By Patrick Gallen, Partner, People and Change Consulting, Grant Thornton
With April being Stress Awareness Month, and with Mental Health Awareness week, only a few weeks away, it got me thinking. What quantifiable data do we have on the impact of poor workplace wellbeing? How does it impact productivity? What is the business case for a more active approach to workplace wellbeing?
These issues have an impact on productivity. Figures from the UK Centre for Mental Health show the cost of mental ill-health to all UK workplaces as being about £40 billion. What does this mean at a micro level? For every employee – not merely those unwell – we see a cost of between £1,205 and £1,560.
Looking at a break-down of factors, while mental wellbeing concerns cost UK employers £40bn, absenteeism and employee turnover only account for about one fifth each. Well over half is lost on presenteeism; or, being there when your productivity is low. Indeed, employees are spending an average 2.5 weeks a year at work despite feeling unwell, such that they are ill for longer at work than they are off sick.
Nottingham Business School reported that employees are operating at an average of 84 per cent full capacity, making a lost productivity cost to the employer of £4,058 per person per annum.
Returning to the Centre for Mental Health research, even at the lower end (£1,205), the cost per employee, of poor mental health, comfortably exceeds the investment companies make for all their Learning and Development initiatives (hovering a little above £1,000 per employee in larger organisations).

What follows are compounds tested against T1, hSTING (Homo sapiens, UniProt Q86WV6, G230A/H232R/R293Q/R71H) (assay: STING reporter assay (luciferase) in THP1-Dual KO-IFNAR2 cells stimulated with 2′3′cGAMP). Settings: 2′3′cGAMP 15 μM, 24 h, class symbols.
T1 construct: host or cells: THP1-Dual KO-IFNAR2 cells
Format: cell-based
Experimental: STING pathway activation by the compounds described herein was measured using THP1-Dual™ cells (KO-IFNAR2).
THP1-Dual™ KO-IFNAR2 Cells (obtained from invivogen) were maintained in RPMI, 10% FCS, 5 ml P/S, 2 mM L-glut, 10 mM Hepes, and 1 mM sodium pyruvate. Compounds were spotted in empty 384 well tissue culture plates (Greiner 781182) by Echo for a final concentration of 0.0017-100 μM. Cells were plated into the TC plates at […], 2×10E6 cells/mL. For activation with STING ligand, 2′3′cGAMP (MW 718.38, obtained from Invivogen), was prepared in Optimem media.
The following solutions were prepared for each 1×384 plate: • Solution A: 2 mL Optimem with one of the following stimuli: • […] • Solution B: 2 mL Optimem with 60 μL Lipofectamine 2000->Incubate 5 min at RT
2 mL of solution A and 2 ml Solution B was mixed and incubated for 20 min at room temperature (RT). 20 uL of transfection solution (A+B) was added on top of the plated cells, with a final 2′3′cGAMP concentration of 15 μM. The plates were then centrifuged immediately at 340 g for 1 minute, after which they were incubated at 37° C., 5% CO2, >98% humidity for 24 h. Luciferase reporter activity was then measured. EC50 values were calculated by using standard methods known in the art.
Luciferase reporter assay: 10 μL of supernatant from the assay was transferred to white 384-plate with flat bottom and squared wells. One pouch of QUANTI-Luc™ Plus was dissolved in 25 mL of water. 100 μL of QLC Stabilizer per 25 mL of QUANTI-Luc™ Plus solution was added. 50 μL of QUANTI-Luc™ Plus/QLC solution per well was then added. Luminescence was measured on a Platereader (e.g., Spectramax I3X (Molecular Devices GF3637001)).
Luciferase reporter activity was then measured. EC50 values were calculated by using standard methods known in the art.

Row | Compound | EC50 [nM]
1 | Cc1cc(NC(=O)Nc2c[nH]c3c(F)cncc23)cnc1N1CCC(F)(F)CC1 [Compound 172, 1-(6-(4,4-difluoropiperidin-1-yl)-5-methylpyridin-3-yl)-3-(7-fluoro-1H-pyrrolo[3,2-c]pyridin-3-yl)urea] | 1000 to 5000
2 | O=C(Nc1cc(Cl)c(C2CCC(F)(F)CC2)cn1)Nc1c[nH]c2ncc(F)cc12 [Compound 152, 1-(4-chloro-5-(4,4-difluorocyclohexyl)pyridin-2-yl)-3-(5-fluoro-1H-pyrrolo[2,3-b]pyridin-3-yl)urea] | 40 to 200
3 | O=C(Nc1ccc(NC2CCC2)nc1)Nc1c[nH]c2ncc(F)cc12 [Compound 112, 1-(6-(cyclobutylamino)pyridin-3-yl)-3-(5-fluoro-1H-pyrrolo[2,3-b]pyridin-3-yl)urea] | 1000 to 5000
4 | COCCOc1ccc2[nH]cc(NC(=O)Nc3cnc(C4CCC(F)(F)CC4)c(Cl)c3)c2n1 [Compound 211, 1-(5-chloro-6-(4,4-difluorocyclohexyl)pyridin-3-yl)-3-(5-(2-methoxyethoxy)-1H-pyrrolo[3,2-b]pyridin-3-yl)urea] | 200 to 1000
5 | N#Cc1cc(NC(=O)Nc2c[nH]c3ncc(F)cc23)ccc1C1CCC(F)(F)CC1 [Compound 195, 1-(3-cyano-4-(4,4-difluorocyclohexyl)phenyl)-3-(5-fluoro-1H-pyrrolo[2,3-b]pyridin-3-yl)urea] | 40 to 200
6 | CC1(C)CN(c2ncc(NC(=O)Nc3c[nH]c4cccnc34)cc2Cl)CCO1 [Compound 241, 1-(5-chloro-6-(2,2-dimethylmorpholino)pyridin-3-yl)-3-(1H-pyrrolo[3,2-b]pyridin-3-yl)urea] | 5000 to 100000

Given that training in mental health awareness, stress management and resilience are very much in their infancy, we can expect that they account for a very small proportion of that £1,000.
A report from London School of Economics added to the argument for investment in wellbeing. Over a two-year period, one company with 500 employees enacted a screening programme, followed by covering the cost of cognitive-behavioural therapy sessions. They found a net gain of four times their investment, in improved health scores, and lowered absenteeism and presenteeism.
In another organisation of approximately 500 employees, instituted factors such as flexible working arrangements, career progression opportunities and stress audits, improved recognition of risk factors for poor mental health by line managers.
The cost of this multicomponent intervention was estimated at £80 per employee per year; the annual return on investment was over nine to one. The Lancet reported something very similar: research by the Australian Fire Service found that, for every £1 spent training managers in mental health awareness, they saw a return of almost £10.
Finally, a significant systematic literature review in the journal Occupational and Environmental Medicine a few years ago reviewed empirically successful interventions that improve psychological health and levels of sickness absence.
Factors included training and organisational approaches to increase participation in decision-making and problem-solving, increase support and feedback; and improve communication. Does anything here sound costly?
There really is no economic argument against these investments.